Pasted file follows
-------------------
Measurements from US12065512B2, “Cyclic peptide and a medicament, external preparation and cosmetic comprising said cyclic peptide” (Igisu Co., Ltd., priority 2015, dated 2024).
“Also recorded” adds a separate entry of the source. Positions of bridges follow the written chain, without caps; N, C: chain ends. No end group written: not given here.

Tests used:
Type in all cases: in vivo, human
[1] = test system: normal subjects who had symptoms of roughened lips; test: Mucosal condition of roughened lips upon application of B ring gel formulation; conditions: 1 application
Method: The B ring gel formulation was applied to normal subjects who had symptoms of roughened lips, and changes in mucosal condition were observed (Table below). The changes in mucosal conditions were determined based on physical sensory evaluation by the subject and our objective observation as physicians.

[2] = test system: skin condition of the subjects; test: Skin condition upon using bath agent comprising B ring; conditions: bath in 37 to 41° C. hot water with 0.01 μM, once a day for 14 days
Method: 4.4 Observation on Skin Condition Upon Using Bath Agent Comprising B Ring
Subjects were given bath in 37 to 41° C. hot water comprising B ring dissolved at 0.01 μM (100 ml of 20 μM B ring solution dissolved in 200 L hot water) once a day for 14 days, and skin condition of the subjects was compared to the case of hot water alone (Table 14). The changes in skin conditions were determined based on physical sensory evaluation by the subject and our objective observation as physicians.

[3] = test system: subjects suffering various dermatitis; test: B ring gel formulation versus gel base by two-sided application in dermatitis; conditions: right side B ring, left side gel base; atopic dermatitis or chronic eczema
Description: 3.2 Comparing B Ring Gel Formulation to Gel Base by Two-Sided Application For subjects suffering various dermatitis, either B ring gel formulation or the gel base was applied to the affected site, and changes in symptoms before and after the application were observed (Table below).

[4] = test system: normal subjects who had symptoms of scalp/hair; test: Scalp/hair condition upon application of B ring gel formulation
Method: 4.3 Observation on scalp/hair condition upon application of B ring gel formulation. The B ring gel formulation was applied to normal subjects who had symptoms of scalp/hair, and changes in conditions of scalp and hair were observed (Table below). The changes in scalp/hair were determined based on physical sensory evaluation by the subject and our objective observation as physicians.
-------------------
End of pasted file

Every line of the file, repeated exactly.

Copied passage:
Measurements from US12065512B2, “Cyclic peptide and a medicament, external preparation and cosmetic comprising said cyclic peptide” (Igisu Co., Ltd., priority 2015, dated 2024).
“Also recorded” adds a separate entry of the source. Positions of bridges follow the written chain, without caps; N, C: chain ends. No end group written: not given here.

Tests used:
Type in all cases: in vivo, human
[1] = test system: normal subjects who had symptoms of roughened lips; test: Mucosal condition of roughened lips upon application of B ring gel formulation; conditions: 1 application
Method: The B ring gel formulation was applied to normal subjects who had symptoms of roughened lips, and changes in mucosal condition were observed (Table below). The changes in mucosal conditions were determined based on physical sensory evaluation by the subject and our objective observation as physicians.

[2] = test system: skin condition of the subjects; test: Skin condition upon using bath agent comprising B ring; conditions: bath in 37 to 41° C. hot water with 0.01 μM, once a day for 14 days
Method: 4.4 Observation on Skin Condition Upon Using Bath Agent Comprising B Ring
Subjects were given bath in 37 to 41° C. hot water comprising B ring dissolved at 0.01 μM (100 ml of 20 μM B ring solution dissolved in 200 L hot water) once a day for 14 days, and skin condition of the subjects was compared to the case of hot water alone (Table 14). The changes in skin conditions were determined based on physical sensory evaluation by the subject and our objective observation as physicians.

[3] = test system: subjects suffering various dermatitis; test: B ring gel formulation versus gel base by two-sided application in dermatitis; conditions: right side B ring, left side gel base; atopic dermatitis or chronic eczema
Description: 3.2 Comparing B Ring Gel Formulation to Gel Base by Two-Sided Application For subjects suffering various dermatitis, either B ring gel formulation or the gel base was applied to the affected site, and changes in symptoms before and after the application were observed (Table below).

[4] = test system: normal subjects who had symptoms of scalp/hair; test: Scalp/hair condition upon application of B ring gel formulation
Method: 4.3 Observation on scalp/hair condition upon application of B ring gel formulation. The B ring gel formulation was applied to normal subjects who had symptoms of scalp/hair, and changes in conditions of scalp and hair were observed (Table below). The changes in scalp/hair were determined based on physical sensory evaluation by the subject and our objective observation as physicians.